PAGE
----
This is an interesting one. You have an analog style synth, an FM synth, and a sampler. With just these three to choose from, this may seem like it’s rather simple, but there are actually a lot of good sounds to play around with here.
This looks pretty standard for a synth, with two octaves, a filter, amp and filter envelopes, LFO, and chorus and distortion effects. There are over 50 preset sounds, covering things like bass, electro, chord sweep, lead, wind, e-piano, pad, bells, percussion, and effects.
You can get some rather 80s style sounds out of this, as well as some more modern sounds. As with the analog synth, it has over 50 preset sounds, covering bass, lead, vibraphone, organ, strings, brass, pads, bells, percussion, effects, and some really nice plucked sounds like harp and guitar.
You would probably mainly use this for drum sounds, as it has 6 different drum kits in it:
- Ambience Kit
- Domestic Turbulence
- Jazz Kit
- Triphop Kit
- Tight Kit
However, it also has a few instrument sounds:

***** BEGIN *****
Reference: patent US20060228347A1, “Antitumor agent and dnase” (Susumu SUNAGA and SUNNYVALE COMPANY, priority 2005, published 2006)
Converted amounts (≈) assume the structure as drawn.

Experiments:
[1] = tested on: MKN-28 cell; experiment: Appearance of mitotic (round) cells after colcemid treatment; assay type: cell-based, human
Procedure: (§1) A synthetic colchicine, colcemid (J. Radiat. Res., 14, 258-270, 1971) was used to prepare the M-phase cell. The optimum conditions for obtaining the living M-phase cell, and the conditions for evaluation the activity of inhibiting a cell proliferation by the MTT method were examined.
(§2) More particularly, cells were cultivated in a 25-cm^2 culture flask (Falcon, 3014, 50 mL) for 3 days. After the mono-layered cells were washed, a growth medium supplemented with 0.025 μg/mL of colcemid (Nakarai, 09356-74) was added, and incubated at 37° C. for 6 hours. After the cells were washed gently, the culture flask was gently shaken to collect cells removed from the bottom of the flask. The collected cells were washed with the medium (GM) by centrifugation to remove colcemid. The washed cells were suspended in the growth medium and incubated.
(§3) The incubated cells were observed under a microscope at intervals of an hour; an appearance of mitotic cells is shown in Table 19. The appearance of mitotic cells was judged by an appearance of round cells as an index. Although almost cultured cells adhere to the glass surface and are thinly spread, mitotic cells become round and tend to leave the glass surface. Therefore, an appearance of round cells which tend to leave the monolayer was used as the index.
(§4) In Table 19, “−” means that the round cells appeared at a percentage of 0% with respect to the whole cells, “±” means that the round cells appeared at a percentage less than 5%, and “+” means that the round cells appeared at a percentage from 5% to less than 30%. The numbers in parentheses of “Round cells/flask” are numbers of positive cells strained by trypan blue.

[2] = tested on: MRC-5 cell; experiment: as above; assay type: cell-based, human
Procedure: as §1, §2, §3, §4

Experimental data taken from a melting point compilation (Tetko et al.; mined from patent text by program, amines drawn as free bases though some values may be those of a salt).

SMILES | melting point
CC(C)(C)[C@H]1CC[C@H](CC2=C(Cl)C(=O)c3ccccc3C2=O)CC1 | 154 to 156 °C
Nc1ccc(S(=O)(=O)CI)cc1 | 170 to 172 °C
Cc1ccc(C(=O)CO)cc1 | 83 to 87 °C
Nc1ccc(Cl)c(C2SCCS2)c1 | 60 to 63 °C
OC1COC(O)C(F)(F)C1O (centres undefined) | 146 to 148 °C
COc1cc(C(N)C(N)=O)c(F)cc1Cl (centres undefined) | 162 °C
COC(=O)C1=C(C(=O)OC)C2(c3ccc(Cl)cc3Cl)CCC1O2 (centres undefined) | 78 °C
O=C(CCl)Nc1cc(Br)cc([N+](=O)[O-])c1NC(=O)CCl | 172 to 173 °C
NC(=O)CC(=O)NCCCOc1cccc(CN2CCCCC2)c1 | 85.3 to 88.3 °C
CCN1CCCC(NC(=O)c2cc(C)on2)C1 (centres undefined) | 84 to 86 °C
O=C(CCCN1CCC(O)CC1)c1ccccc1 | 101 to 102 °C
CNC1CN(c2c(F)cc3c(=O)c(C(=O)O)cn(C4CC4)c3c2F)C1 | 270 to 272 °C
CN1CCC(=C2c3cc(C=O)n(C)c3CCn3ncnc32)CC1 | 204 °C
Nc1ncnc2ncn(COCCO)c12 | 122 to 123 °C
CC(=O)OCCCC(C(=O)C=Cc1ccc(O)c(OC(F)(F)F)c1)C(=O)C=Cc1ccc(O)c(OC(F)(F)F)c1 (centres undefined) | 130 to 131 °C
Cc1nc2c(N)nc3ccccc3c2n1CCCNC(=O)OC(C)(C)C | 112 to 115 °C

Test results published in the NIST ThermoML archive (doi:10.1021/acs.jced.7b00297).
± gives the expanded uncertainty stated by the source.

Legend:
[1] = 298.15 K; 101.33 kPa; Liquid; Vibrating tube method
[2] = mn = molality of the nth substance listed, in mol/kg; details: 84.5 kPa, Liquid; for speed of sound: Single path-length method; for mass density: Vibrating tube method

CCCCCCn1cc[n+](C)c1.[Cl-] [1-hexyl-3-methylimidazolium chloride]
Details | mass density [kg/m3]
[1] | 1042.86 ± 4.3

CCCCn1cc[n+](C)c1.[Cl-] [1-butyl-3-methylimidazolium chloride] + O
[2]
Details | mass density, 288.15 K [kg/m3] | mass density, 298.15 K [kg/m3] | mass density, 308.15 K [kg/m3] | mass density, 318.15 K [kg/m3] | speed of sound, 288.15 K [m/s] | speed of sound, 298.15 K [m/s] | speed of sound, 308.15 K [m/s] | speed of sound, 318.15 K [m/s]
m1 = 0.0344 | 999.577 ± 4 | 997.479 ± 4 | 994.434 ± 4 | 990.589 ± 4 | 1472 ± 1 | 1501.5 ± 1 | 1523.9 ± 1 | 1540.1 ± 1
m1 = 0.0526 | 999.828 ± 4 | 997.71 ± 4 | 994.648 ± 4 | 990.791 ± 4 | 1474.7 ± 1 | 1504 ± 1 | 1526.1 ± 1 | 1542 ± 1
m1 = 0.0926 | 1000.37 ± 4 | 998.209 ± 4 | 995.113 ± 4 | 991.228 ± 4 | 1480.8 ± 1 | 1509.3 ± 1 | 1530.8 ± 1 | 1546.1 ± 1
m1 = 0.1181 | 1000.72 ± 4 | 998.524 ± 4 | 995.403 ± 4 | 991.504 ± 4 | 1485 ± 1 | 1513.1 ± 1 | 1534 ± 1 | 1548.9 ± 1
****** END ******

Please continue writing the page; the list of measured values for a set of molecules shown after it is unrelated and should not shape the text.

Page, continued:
- Bass Guitar
- Kantele (this one is really nice!)
- Sortavala 1912
So, even though there are only two synths and a sampler, there is still a lot you can do with AudioSauna. With over 100 great synth sounds to choose from and a bunch of great drum sounds, you could probably make something which sounds very good.
Why not have a go at:
This one is kind of fun if you are a beginner who just wants to have a quick first go at composing music. You click to place notes on the arrangement grid. It’s as simple as that.
It is limited, though, as it only offers 13 different instrument sounds:
- Electric piano
- Grand piano
- Acoustic guitar
- Smooth synth
- Electric guitar
- Synth pluck
- French horn
It can be funny to hear the compositions other people have saved on the site, though. Sometimes they just put random notes in. Other times they graphically spell out words with the notes. Either way, it often sounds a bit crazy.
Why not have a go yourself at:
So there you go, there are several free online music composing software programs for you to choose from. I think people wanting to create electronic dance music will like AudioTool the best. However, I think you could also create some good music with AudioSauna. As for Online Sequencer, well, that’s just a fun toy really.
Anyway, I would love to hear how you get on with this software. If you have any music to share, that would be even better. Why not post a comment below, and I will reply as soon as I can.
All the best,